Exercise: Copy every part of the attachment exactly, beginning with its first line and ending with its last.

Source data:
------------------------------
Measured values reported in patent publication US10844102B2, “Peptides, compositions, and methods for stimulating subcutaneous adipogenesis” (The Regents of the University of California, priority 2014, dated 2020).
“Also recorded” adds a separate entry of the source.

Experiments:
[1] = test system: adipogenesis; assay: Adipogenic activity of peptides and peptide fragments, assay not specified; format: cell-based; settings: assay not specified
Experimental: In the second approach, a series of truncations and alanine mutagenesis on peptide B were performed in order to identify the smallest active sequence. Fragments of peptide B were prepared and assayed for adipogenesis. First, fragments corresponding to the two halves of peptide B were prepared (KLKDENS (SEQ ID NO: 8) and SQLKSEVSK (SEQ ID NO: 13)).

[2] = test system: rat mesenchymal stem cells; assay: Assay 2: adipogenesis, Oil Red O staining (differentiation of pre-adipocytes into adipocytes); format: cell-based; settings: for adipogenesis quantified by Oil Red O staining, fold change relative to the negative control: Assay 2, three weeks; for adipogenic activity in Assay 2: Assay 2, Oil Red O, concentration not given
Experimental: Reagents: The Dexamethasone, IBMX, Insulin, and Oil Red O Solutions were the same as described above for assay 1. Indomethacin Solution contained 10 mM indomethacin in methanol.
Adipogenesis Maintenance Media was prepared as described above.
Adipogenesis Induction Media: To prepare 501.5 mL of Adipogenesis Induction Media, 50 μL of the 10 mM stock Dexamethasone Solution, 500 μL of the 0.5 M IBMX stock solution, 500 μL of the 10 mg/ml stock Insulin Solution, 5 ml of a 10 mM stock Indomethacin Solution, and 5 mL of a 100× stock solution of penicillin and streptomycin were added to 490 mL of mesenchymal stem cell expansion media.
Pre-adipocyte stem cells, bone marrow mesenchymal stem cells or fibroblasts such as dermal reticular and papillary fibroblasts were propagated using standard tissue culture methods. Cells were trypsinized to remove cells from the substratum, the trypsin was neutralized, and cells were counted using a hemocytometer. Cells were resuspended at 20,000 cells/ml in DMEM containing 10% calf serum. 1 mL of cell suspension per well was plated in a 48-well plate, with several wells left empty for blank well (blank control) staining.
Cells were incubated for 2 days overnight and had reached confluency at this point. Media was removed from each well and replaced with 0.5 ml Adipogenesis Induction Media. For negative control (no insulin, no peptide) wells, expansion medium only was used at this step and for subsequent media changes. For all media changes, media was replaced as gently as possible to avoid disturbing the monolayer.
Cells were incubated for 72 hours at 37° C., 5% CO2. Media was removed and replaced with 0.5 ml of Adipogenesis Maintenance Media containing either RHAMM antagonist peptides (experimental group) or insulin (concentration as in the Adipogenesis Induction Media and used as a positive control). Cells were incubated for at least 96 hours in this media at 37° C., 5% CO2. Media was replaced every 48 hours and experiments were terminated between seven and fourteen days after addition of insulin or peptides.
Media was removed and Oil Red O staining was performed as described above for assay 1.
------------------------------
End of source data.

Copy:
Measured values reported in patent publication US10844102B2, “Peptides, compositions, and methods for stimulating subcutaneous adipogenesis” (The Regents of the University of California, priority 2014, dated 2020).
“Also recorded” adds a separate entry of the source.

Experiments:
[1] = test system: adipogenesis; assay: Adipogenic activity of peptides and peptide fragments, assay not specified; format: cell-based; settings: assay not specified
Experimental: In the second approach, a series of truncations and alanine mutagenesis on peptide B were performed in order to identify the smallest active sequence. Fragments of peptide B were prepared and assayed for adipogenesis. First, fragments corresponding to the two halves of peptide B were prepared (KLKDENS (SEQ ID NO: 8) and SQLKSEVSK (SEQ ID NO: 13)).

[2] = test system: rat mesenchymal stem cells; assay: Assay 2: adipogenesis, Oil Red O staining (differentiation of pre-adipocytes into adipocytes); format: cell-based; settings: for adipogenesis quantified by Oil Red O staining, fold change relative to the negative control: Assay 2, three weeks; for adipogenic activity in Assay 2: Assay 2, Oil Red O, concentration not given
Experimental: Reagents: The Dexamethasone, IBMX, Insulin, and Oil Red O Solutions were the same as described above for assay 1. Indomethacin Solution contained 10 mM indomethacin in methanol.
Adipogenesis Maintenance Media was prepared as described above.
Adipogenesis Induction Media: To prepare 501.5 mL of Adipogenesis Induction Media, 50 μL of the 10 mM stock Dexamethasone Solution, 500 μL of the 0.5 M IBMX stock solution, 500 μL of the 10 mg/ml stock Insulin Solution, 5 ml of a 10 mM stock Indomethacin Solution, and 5 mL of a 100× stock solution of penicillin and streptomycin were added to 490 mL of mesenchymal stem cell expansion media.
Pre-adipocyte stem cells, bone marrow mesenchymal stem cells or fibroblasts such as dermal reticular and papillary fibroblasts were propagated using standard tissue culture methods. Cells were trypsinized to remove cells from the substratum, the trypsin was neutralized, and cells were counted using a hemocytometer. Cells were resuspended at 20,000 cells/ml in DMEM containing 10% calf serum. 1 mL of cell suspension per well was plated in a 48-well plate, with several wells left empty for blank well (blank control) staining.
Cells were incubated for 2 days overnight and had reached confluency at this point. Media was removed from each well and replaced with 0.5 ml Adipogenesis Induction Media. For negative control (no insulin, no peptide) wells, expansion medium only was used at this step and for subsequent media changes. For all media changes, media was replaced as gently as possible to avoid disturbing the monolayer.
Cells were incubated for 72 hours at 37° C., 5% CO2. Media was removed and replaced with 0.5 ml of Adipogenesis Maintenance Media containing either RHAMM antagonist peptides (experimental group) or insulin (concentration as in the Adipogenesis Induction Media and used as a positive control). Cells were incubated for at least 96 hours in this media at 37° C., 5% CO2. Media was replaced every 48 hours and experiments were terminated between seven and fourteen days after addition of insulin or peptides.
Media was removed and Oil Red O staining was performed as described above for assay 1.